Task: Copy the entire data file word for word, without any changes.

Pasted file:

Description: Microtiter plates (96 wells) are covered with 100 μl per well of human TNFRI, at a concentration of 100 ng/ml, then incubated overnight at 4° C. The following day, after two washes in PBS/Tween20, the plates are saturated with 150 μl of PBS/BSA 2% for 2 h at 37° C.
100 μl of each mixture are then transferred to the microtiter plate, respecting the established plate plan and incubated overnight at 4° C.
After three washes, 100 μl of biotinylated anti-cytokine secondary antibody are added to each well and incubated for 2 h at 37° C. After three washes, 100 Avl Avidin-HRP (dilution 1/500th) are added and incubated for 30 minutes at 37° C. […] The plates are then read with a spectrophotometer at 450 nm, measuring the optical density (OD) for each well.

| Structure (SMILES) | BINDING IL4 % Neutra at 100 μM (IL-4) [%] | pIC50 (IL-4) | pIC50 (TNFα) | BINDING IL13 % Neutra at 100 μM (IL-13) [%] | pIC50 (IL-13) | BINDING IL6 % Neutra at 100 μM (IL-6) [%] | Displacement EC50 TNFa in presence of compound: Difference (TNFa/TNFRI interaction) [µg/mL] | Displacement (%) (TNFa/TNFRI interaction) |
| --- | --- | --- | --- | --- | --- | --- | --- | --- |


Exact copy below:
Description: Microtiter plates (96 wells) are covered with 100 μl per well of human TNFRI, at a concentration of 100 ng/ml, then incubated overnight at 4° C. The following day, after two washes in PBS/Tween20, the plates are saturated with 150 μl of PBS/BSA 2% for 2 h at 37° C.
100 μl of each mixture are then transferred to the microtiter plate, respecting the established plate plan and incubated overnight at 4° C.
After three washes, 100 μl of biotinylated anti-cytokine secondary antibody are added to each well and incubated for 2 h at 37° C. After three washes, 100 Avl Avidin-HRP (dilution 1/500th) are added and incubated for 30 minutes at 37° C. […] The plates are then read with a spectrophotometer at 450 nm, measuring the optical density (OD) for each well.

| Structure (SMILES) | BINDING IL4 % Neutra at 100 μM (IL-4) [%] | pIC50 (IL-4) | pIC50 (TNFα) | BINDING IL13 % Neutra at 100 μM (IL-13) [%] | pIC50 (IL-13) | BINDING IL6 % Neutra at 100 μM (IL-6) [%] | Displacement EC50 TNFa in presence of compound: Difference (TNFa/TNFRI interaction) [µg/mL] | Displacement (%) (TNFa/TNFRI interaction) |
| --- | --- | --- | --- | --- | --- | --- | --- | --- |